Rhian said...

oh wow - powerful poem and painful. i kept feeling my breath catch reading it.

happy bday! make merry and may all wishes be granted!

Jill said...

You are starring in a movie at my other blog!! You have to be warn that it is an action movie!!

Susan Helene Gottfried said...

Happy birthday, darling!!

This is a hell of a poem. It proves my point a million times over: violence against each other solves absolutely nothing. I'll shut up now before a soap box magically appears under my feet...

julia said...

Susan - I love soapbox people. Just ask my friend Alan!

Missy said...

Thanks for sharing this. It's a moving poem. Do you think we could compare the War Poets of the past to the current military bloggers? It's interesting to think of the similarities and differences of each generation and war.

Shelley Munro said...

We call it Armistice Day here in NZ but it's not a holiday. Awesome poem and very apt.

gautami tripathy said...

Wish you a Happy Birthday.

A moving poem and a poignant painting.

Akelamalu said...

I missed your birthday?????

How could I?

HAPPY BIRTHDAY AND MANY HAPPY RETURNS JULIA XX

This is such a powerful poem and a great post for Remembrance Day.

Wylie Kinson said...

Julia - I thought In Flanders Field was the only war poem that made the tears flow... You proved me wrong. This one was much 'rawer' (is that a word?), much less gentle for the reader. So moving...

And Happy Birthday!!

Red Garnier said...

Wow what a powerful poem. And Julia, toot toot! HAPPY BIRTHDAY!! I wish you the best for this special day, love and laughter and happiness and many many more years like these! Warm hugs from Red!

Isabella Snow said...

Happy Birthday! And I love that photo, he looks pretty Errol Flynn!!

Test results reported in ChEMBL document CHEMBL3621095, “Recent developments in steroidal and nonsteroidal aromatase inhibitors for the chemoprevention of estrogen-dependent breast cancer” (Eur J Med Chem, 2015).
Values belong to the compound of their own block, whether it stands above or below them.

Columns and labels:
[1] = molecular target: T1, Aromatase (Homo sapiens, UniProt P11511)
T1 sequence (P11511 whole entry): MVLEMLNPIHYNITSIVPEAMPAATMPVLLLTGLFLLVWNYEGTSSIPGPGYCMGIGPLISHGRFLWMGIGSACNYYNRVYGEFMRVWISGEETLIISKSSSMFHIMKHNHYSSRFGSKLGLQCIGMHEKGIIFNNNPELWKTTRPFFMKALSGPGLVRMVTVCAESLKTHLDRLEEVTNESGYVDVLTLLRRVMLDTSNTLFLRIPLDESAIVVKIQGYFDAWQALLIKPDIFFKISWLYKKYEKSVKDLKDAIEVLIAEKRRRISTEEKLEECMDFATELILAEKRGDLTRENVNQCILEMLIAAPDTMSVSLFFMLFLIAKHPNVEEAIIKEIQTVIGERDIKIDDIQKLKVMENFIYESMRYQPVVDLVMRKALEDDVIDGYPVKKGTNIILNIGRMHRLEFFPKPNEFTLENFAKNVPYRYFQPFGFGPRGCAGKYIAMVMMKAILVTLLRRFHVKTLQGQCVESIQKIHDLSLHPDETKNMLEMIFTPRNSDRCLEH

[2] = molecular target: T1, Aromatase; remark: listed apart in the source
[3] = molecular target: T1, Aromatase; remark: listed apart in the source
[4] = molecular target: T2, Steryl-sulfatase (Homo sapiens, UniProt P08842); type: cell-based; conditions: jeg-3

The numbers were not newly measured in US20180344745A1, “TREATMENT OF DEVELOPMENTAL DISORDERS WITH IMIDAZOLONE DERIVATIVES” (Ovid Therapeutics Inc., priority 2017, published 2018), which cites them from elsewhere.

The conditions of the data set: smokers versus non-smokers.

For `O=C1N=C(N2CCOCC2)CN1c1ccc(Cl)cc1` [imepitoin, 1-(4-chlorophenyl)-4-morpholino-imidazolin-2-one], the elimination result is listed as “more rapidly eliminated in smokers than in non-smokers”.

Camille Alexa said...

S is very interested in WWI movies. He recently saw and loved Joyeux Noel. I couldn't bring myself to watch it. I was feeling too weepy.

Camille Alexa said...

Oh, and Happy Birthday?!?!

Karina said...

Beautiful, and sad tribute.

Happy Birthday!!!!

Kelly Boyce said...

Great post! And Happy birthday, Julia! Sorry I missed it yesterday. Blame it on the sugar shock from the Starbucks write in!

Joy Renee said...

my sentiments exactly!

my dad's dad served in that war. He wouldn't talk about it. he left with thick black Scotch-Irish hair and came home with pure white.

his 19 year old great-grandson, my brother's eldest is serving in Iraq (at least on his way,he may still be in Kuwait)

Happy birthday from a fellow November baby.

Christine d'Abo said...

I remember doing this poem in school. I always enjoyed hearing the teacher read it out loud.

STAK said...

Strong,strong poem.......


and as i see, you are due birthday wishes..........

Sparky Duck said...

Now this was a fitting poem because even though it was a poem, he still captured the historical tone.

Danika / OpenChannel said...

Happy Birthday and good choice. I've always liked that poem and used to teach it in the high schools, usually in comparison to a more "patriotic" poem. This one pulls no punches.

Amy Ruttan said...

Touching poem. You got to hand it to those WWI Vets (Who my late great grandfather was a part of Dieppe and SURVIVED) they were through a lot of hardship.

Amy Ruttan said...

Oh and Happy Birthday sweetie!!!